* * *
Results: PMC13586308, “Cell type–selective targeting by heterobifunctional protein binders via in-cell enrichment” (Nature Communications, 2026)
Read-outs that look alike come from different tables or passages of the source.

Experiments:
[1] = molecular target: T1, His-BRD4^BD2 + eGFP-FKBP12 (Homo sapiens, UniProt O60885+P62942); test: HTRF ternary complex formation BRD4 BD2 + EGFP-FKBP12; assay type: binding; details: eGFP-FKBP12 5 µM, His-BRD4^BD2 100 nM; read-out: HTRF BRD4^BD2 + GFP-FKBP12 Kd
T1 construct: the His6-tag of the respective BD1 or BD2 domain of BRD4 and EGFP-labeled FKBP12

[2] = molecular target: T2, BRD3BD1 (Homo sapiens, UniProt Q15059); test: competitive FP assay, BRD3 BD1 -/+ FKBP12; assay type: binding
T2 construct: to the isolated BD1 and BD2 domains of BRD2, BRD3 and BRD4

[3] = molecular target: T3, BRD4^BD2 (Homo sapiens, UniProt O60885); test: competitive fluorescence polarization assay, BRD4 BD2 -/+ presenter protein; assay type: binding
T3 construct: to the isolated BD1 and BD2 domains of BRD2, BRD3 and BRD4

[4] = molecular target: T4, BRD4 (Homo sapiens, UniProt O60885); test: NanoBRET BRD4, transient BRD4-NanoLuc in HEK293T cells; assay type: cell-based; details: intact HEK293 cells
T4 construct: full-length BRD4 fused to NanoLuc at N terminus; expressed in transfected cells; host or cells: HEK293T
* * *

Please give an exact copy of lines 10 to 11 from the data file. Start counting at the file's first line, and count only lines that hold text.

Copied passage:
[4] = molecular target: T4, BRD4 (Homo sapiens, UniProt O60885); test: NanoBRET BRD4, transient BRD4-NanoLuc in HEK293T cells; assay type: cell-based; details: intact HEK293 cells
T4 construct: full-length BRD4 fused to NanoLuc at N terminus; expressed in transfected cells; host or cells: HEK293T